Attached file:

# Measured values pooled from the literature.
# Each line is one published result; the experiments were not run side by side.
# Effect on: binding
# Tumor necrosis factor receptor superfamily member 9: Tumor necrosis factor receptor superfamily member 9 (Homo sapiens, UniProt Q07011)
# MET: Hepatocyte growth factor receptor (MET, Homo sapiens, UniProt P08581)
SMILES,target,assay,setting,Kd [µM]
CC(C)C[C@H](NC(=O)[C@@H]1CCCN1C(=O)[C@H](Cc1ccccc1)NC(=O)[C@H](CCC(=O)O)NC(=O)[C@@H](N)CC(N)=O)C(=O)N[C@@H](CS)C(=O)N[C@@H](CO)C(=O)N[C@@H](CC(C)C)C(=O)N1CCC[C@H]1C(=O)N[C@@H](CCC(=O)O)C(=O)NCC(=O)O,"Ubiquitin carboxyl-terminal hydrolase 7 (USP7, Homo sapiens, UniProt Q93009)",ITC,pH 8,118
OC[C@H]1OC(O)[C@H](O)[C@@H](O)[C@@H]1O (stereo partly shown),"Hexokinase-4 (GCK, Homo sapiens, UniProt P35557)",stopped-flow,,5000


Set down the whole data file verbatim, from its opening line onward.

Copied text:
# Measured values pooled from the literature.
# Each line is one published result; the experiments were not run side by side.
# Effect on: binding
# Tumor necrosis factor receptor superfamily member 9: Tumor necrosis factor receptor superfamily member 9 (Homo sapiens, UniProt Q07011)
# MET: Hepatocyte growth factor receptor (MET, Homo sapiens, UniProt P08581)
SMILES,target,assay,setting,Kd [µM]
CC(C)C[C@H](NC(=O)[C@@H]1CCCN1C(=O)[C@H](Cc1ccccc1)NC(=O)[C@H](CCC(=O)O)NC(=O)[C@@H](N)CC(N)=O)C(=O)N[C@@H](CS)C(=O)N[C@@H](CO)C(=O)N[C@@H](CC(C)C)C(=O)N1CCC[C@H]1C(=O)N[C@@H](CCC(=O)O)C(=O)NCC(=O)O,"Ubiquitin carboxyl-terminal hydrolase 7 (USP7, Homo sapiens, UniProt Q93009)",ITC,pH 8,118
OC[C@H]1OC(O)[C@H](O)[C@@H](O)[C@@H]1O (stereo partly shown),"Hexokinase-4 (GCK, Homo sapiens, UniProt P35557)",stopped-flow,,5000